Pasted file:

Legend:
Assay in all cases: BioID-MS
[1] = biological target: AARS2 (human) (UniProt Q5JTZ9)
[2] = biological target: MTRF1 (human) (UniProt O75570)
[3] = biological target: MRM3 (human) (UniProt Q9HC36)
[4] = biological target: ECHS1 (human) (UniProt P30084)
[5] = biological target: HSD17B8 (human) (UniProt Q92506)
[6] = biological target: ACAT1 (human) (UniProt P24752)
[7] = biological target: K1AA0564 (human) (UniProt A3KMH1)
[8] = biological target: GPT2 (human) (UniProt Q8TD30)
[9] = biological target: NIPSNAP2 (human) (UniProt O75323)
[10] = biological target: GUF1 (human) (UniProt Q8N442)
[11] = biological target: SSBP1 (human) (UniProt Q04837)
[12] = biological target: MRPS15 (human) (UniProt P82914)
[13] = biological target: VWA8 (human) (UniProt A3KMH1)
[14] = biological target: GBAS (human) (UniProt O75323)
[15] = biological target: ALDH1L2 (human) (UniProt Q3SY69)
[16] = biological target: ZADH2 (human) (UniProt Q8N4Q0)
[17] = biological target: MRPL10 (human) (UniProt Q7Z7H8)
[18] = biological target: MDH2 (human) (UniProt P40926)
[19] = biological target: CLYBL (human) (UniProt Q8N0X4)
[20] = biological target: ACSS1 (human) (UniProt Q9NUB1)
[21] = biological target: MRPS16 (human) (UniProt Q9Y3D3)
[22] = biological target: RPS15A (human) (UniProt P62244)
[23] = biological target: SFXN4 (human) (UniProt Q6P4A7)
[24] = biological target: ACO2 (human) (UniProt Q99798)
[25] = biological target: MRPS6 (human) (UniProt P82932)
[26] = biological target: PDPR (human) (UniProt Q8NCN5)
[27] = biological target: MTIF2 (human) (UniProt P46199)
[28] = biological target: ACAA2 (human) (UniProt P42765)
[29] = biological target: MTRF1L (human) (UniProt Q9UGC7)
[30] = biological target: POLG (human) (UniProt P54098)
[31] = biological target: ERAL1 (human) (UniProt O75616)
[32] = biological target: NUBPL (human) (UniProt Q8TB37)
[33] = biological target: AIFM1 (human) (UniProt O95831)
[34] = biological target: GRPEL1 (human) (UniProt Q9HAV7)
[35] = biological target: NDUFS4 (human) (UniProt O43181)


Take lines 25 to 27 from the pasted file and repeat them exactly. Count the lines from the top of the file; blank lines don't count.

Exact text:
[23] = biological target: SFXN4 (human) (UniProt Q6P4A7)
[24] = biological target: ACO2 (human) (UniProt Q99798)
[25] = biological target: MRPS6 (human) (UniProt P82932)